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- The Companions of Jehu - 20/133 -
were not made to weep for their children!"
He tore up the letters he had written to his mother, his sister, and General Bonaparte, mechanically burning the fragments with the utmost care. Then ringing for the chambermaid, he asked:
"When must my letters be in the post?"
"Half-past six," replied she. "You have only a few minutes more."
"Just wait then."
And taking a pen he wrote:
My DEAR GENERAL--It is as I told you; I am living and he is dead. You must admit that this seems like a wager. Devotion to death.
Then he sealed the letter, addressed it to General Bonaparte, Rue de la Victoire, Paris, and handed it to the chambermaid, bidding her lose no time in posting it. Then only did he seem to notice Sir John, and held out his hand to him.
"You have just rendered me a great service, my lord," he said. "One of those services which bind men for all eternity. I am already your friend; will you do me the honor to become mine?"
Sir John pressed the hand that Roland offered him.
"Oh!" said he, "I thank you heartily. I should never have dared ask this honor; but you offer it and I accept."
Even the impassible Englishman felt his heart soften as he brushed away the tear that trembled on his lashes. Then looking at Roland, he said: "It is unfortunate that you are so hurried; I should have been pleased and delighted to spend a day or two with you."
"Where were you going, my lord, when I met you?"
"Oh, I? Nowhere. I am travelling to get over being bored. I am unfortunately often bored."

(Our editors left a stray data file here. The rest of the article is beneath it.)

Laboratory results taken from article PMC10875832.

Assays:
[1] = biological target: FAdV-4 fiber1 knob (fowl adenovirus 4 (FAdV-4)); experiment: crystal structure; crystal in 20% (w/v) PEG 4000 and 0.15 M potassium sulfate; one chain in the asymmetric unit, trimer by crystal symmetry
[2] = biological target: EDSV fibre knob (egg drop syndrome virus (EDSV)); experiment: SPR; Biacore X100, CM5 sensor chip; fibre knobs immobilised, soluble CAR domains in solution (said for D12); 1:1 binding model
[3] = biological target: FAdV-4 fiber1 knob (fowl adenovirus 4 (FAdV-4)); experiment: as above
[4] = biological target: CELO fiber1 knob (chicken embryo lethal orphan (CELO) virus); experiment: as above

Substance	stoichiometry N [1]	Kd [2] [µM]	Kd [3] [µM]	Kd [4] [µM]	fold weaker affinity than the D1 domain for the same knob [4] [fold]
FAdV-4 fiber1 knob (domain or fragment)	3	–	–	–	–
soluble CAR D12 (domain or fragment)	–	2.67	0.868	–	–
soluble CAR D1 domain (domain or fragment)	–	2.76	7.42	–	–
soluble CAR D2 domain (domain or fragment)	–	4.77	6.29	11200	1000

"So that you were going nowhere?"
"I was going everywhere."
"That is exactly the same thing," said the young officer, smiling. "Well, will you do something for me?"
"Oh! very willingly, if it is possible."
"Perfectly possible; it depends only on you."
"What is it?"
"Had I been killed you were going to take me to my mother or throw me into the Rhone."
"I should have taken you to your mother and not thrown you into the Rhone."
"Well, instead of accompanying me dead, take me living. You will be all the better received."
"We will remain a fortnight at Bourg. It is my natal city, and one of the dullest towns in France; but as your compatriots are pre-eminent for originality, perhaps you will find amusement where others are bored. Are we agreed?"
"I should like nothing better," exclaimed the Englishman; "but it seems to me that it is hardly proper on my part."
"Oh! we are not in England, my lord, where etiquette holds absolute sway. We have no longer king nor queen. We didn't cut off that poor creature's head whom they called Marie Antoinette to install Her Majesty, Etiquette, in her stead."
"I should like to go," said Sir John.
"You'll see, my mother is an excellent woman, and very distinguished besides. My sister was sixteen when I left; she must be eighteen now. She was pretty, and she ought to be beautiful. Then there is my brother Edouard, a delightful youngster of twelve, who will let off fireworks between your legs and chatter a gibberish of English with you. At the end of the fortnight we will go to Paris together."
"I have just come from Paris," said the Englishman.
"But listen. You were willing to go to Egypt to see General Bonaparte. Paris is not so far from here as Cairo. I'll present you, and, introduced by me, you may rest assured that you will be well received. You were speaking of Shakespeare just now--"
"Oh! I am always quoting him."
"Which proves that you like comedies and dramas."
"I do like them very much, that's true."
"Well, then, General Bonaparte is going to produce one in his own style which will not be wanting in interest, I answer for it!"
"So that," said Sir John, still hesitating, "I may accept your offer without seeming intrusive?"